Viktor Orbán

This is an article I have written together with Oscar Petersson as a part of The Master program of Political Science, Linnaeus University, Växjö, Sweden. You find the complete article  here >>>

Since Viktor Orbán came into power in Hungary in 2010, the relationship with the European Union has become tense. The development since then have taken an illiberal turn by the weakening of institutions and markets. The power constellation of the Fidesz, the leading party of the Hungarian government, have been ever growing since then. The quest of Liberal intergovernmentalism from the EU is challenged. This article is investigating the development of Hungary during the rule of Orbán and is questioning the partnership between the EU and Hungary by examining the rules of accession, also known as the Copenhagen criteria. Our assessment shows that the Orbánization of Hungary would not make an accession possible today.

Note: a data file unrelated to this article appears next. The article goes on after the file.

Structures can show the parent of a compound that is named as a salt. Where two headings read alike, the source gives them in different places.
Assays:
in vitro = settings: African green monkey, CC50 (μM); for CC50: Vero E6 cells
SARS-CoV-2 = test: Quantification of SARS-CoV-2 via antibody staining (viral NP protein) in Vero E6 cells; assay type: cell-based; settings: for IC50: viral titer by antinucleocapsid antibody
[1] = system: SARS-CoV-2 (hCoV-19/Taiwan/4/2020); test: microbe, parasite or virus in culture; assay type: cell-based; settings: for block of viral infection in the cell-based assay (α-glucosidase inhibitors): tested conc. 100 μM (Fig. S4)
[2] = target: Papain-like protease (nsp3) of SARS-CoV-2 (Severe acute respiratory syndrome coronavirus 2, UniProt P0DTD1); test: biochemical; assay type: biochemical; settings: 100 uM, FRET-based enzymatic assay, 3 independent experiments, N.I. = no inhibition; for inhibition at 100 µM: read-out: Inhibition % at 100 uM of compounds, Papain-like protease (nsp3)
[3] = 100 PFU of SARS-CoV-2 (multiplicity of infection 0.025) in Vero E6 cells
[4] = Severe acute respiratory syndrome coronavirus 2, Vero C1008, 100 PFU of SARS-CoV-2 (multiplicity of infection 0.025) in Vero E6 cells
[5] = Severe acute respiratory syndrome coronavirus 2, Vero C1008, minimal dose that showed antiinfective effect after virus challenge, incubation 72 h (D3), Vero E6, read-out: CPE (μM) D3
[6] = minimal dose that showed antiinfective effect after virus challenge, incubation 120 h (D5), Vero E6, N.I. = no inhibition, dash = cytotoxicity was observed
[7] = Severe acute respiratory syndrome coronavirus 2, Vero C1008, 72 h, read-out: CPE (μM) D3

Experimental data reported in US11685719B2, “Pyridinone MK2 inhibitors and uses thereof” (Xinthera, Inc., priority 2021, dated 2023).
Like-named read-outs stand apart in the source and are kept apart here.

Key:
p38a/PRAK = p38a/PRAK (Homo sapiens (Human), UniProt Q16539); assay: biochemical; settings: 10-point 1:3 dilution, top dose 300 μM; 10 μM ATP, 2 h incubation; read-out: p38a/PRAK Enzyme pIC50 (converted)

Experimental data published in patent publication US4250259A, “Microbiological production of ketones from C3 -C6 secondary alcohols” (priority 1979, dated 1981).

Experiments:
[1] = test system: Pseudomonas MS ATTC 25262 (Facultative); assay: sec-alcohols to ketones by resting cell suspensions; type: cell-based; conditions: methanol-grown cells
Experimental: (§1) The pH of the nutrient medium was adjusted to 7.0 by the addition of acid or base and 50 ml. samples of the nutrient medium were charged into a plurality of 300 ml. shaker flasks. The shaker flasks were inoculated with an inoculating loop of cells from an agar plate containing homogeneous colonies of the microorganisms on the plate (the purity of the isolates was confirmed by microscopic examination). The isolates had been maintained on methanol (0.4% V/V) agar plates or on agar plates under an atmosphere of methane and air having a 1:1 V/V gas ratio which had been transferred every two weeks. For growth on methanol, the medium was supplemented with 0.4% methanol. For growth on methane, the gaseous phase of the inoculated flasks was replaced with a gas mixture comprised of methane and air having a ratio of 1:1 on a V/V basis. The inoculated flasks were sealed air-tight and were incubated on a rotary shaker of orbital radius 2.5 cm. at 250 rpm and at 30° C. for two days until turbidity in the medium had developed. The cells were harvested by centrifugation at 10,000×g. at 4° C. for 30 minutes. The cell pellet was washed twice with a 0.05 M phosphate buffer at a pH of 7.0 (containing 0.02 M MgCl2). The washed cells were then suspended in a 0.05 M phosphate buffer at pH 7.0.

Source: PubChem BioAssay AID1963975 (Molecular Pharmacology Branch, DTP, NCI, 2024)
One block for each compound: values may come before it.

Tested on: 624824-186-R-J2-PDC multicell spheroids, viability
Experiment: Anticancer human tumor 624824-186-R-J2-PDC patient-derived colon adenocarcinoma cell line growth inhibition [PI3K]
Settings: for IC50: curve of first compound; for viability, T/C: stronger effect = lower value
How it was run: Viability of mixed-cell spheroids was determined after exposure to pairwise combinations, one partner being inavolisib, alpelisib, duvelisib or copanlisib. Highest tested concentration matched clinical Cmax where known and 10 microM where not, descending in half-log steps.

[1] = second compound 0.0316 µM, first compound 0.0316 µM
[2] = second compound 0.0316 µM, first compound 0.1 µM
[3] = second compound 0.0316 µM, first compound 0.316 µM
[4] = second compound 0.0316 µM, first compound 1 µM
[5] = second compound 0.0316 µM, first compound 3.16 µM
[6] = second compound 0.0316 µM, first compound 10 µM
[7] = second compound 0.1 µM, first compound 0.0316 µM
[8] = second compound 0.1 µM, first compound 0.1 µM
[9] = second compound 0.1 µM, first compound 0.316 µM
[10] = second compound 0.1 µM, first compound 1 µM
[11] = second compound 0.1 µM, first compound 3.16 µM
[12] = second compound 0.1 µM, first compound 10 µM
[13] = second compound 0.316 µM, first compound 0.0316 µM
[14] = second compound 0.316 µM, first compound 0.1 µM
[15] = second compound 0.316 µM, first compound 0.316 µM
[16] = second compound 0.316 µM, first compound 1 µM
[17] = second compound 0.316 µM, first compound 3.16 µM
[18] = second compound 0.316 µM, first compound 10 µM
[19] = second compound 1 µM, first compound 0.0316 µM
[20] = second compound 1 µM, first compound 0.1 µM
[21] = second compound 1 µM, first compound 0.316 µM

The democratic revolution of 1989 teared down the Berlin wall and the Iron curtain along with it, leaving Hungary more or less alone in a deeply politically divided world. Just a few months earlier, June 1989, a young Viktor Orbán had promoted a withdrawal of Soviet troops from Hungary, and later that summer he participated in the negotiations with communist leaders that led to Hungary’s first free election (Rupnik 2012:134-135). In this article we are examining the development of Hungary, mainly from 2010 to present time during the governance of Orbáns party Fidesz, a development some have called the “Orbánization of Hungary” (Kochenov & Pech, 2016:1064). Although, in Orbán’s view, the post-communist western political and economic development have been conducted by a corrupt liberal elite (Buzogány, 2017:1314), resulting in that Orbán has been promoting an “illiberal state” (Kornai, 2015:42). When Hungary joined the EU in 2004, they fulfilled the accession demands in the Copenhagen criteria, but what has happened since then? The aim of this article is to present how Hungary meets these western liberal democratic criteria, and in consequence, could Hungary be accepted by the EU as a member-state today?

Further reading here >>>